After a couple of years, Garner felt the series was losing its creative edge, and he found a legal loophole to escape his contract in 1960.

     

    His first film after "Maverick" established him as a movie actor. It was "The Children's Hour," William Wyler's remake of Lillian Hellman's lesbian drama that co-starred Audrey Hepburn and Shirley MacLaine.

     

    He followed in a successful comedy with Kim Novak, "Boys Night Out," and then fully established his box-office appeal with the 1963 blockbuster war drama "The Great Escape" and two smash
    comedies with Doris Day — "The Thrill of It All" and "Move Over Darling."

     

     

    GARNER, James (James Scott Baumgarner)

    Born: 4/7/1928, Norman, Oklahoma, U.S.A.

    Died: 7/19/2014, Brentwood, California, U.S.A.

     

    James Garner’s westerns – actor:

    Cheyenne (TV) – 1955, 1956 (Lieutenant Brad Forsythe, Lieutenant Lee Rogers, Bret, Willi Peake)

    Zane Grey Theater (TV) – 1956 (Lieutenant Jim Collins)

    Sugarfoot (TV) – 1957 (Bret Maverick)

    Shoot-Out at Medicine Bend – 1957 (Sergeant John Maitland)

    Maverick (TV) – 1957-1962 (Bret Maverick)

    Alias Jesse James – 1959 [scenes deleted]

    Duel at Diablo – 1966 (Jess Remsburg)

    Hour of the Gun – 1967 (Wyatt Earp)

    Support Your Local Sheriff! – 1969 (Jason McCullough)

    A Man Called Sledge – 1970 (Luther Sledge)

    Skin Game – 1971 (Quincy)

    Support Your Local Gunfighter – 1971 (Latigo)

    Nichols (TV) – 1971-1972 (Nichols)

    One Little Indian – 1973 (Keyes)

    The Castaway Cowboy – 1974 (Lincoln Costain)

    The New Maverick (TV - 1978 (Bret Maverick)

    Young Maverick (TV) – 1979-1980 (Bret Maverick)

    Bret Maverick (TV) – 1981-1982 (Bret Maverick)

    Sunset – 1988 (Wyatt Earp)

    Maverick – 1994 (Marshal Zane Cooper)

    Streets of Laredo (TV) – 1995 (Captain Woodrow Call)

    Roughing It (TV) – 2002 (Samuel Clemens)


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  • 07/20/14--14:07: RIP Álex Angulo
  • RIP Alex Angulo

    El Commercio

    By Staff

    July 20, 2014

     

    Actor Álex Angulo has died in a traffic accident

     

    The actor, known for his roles on television, had his car leave the road at the Rioja town of Fuenmayor.

     

    The actor Álex Angulo died this afternoon in a road accident on AP-68 in the town of Fuenmayor. As reported by the Government Delegation in La Rioja, the accident occurred at five-thirty in the afternoon, at mile 114.3 of the highway, which corresponds to Fuenmayor, in regard to Logroño. In the State of La Rioja

     

    The native of the town of Bilbao Erandio, the actor was 61. He was a very familiar face to both Spanish viewers for his roles on the small screen, and the mainstream for his role in 'Journalists'.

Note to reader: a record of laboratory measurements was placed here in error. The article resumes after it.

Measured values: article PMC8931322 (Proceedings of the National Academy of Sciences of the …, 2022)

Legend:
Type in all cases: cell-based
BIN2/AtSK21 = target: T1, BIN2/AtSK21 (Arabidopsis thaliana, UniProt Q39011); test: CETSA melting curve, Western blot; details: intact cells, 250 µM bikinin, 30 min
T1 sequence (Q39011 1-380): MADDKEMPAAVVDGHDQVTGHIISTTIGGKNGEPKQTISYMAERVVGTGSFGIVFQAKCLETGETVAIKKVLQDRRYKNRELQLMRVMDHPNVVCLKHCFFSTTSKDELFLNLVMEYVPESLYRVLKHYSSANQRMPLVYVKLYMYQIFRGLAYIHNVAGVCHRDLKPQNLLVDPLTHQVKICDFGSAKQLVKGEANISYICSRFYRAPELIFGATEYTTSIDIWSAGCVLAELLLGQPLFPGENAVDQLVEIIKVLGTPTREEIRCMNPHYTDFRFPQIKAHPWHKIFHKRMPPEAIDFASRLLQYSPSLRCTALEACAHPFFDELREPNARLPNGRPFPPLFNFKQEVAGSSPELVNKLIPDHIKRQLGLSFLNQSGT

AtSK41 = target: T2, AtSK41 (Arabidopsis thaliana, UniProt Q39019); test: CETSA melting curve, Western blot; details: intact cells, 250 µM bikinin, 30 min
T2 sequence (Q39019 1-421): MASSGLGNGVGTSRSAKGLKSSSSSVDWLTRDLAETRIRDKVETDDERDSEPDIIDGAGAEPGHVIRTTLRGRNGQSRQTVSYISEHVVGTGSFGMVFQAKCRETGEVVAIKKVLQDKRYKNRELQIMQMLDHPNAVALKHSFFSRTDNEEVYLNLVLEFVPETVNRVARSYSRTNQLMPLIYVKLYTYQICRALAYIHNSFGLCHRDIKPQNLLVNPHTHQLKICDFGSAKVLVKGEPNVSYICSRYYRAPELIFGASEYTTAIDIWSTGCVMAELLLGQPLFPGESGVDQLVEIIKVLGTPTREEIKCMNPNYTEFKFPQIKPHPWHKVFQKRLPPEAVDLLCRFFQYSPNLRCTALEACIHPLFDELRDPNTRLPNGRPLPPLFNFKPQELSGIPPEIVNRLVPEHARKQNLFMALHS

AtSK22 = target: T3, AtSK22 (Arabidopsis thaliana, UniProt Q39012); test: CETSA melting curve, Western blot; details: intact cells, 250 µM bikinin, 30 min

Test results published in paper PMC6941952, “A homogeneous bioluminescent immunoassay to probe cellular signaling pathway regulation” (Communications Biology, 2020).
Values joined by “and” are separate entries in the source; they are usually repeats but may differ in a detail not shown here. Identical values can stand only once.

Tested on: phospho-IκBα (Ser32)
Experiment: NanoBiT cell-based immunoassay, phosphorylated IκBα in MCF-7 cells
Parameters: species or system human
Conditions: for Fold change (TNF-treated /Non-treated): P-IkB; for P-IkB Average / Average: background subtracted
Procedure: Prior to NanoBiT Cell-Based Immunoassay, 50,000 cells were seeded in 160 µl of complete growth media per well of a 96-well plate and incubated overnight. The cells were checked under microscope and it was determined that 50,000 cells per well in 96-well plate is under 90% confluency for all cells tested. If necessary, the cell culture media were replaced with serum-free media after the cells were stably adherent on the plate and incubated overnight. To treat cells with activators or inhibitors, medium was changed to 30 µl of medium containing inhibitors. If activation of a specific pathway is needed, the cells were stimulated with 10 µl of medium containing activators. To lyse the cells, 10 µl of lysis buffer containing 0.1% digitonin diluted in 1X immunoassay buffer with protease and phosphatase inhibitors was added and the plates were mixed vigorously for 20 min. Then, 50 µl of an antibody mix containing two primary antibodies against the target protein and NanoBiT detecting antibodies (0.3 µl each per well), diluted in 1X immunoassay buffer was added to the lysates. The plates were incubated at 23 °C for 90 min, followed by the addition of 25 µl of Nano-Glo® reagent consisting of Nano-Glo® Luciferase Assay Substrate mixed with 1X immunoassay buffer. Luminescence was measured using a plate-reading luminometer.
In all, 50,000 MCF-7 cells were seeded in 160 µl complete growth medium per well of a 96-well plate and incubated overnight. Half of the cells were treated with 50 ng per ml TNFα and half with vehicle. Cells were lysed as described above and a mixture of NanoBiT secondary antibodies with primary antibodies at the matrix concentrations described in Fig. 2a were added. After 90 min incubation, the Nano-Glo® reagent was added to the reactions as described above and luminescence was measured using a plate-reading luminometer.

ANGULO, Álex (Alejandro Angulo León)

    Born: 4/12/1953, Bilbao Erandio, Vizcaya, Spain

    Died: 7/20/2014, Fuenmayor, La Rioja, Spain

     

    Alex Angulo’s western – actor:

    Limoncello – 2007 (Jackson)


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  • 07/20/14--17:24: RIP Steve London
  • TV and film actor Steve London died in Burbank, Calfiornia on June 6, 2014. He was 85.

     

    Born Walter Lee Gragg in St Louis, Missouri, on March 9, 1929 London was a veteran of numerous Hollywood film and television roles, including parts on Daniel Boone, M Squad, Sky King, Lock Up, The Loretta Young Show, Sugarfoot, Mission Impossible, Kraft Suspense Theatre, Branded, and Mackenzie's Raiders. Film roles included Dead Heat on a Merry-Go-Round (1966), I Married a Monster from Outer Space (1958), Zero Hour! (1957), The Gun of Zangara (1960), and Alcatraz Express (1960), the latter two being 2-part episodes of The Untouchables that were re-edited into feature films for international distribution.

     

    Several years after the cancellation of The Untouchables, London appeared in a special episode of The Lucy Show entitled "Lucy The Gun Moll", an Untouchables reunion of sorts, where he reprised his role as sidekick to Robert Stack. Actor Bruce Gordon who played Frank Nitti in the series, also appeared in this episode, and The Untouchables narrator Walter Winchell served as narrator for this episode.

     

    After 1966, his acting career waned, he left Hollywood, finished law school, and began practicing law under his birth name. Many years later, London returned to acting, where he played roles in the Cartoon Network T.V. series Tim and Eric Awesome Show, Great Job!, (2007), and the film Brothers War (2009).

     

     

    LONDON, Steve (Walter Lee Gragg)

    Born: 3/9/1929, St. Louis, Missouri, U.S.A.

    Died: 6/6/2014, Burbank, California, U.S.A.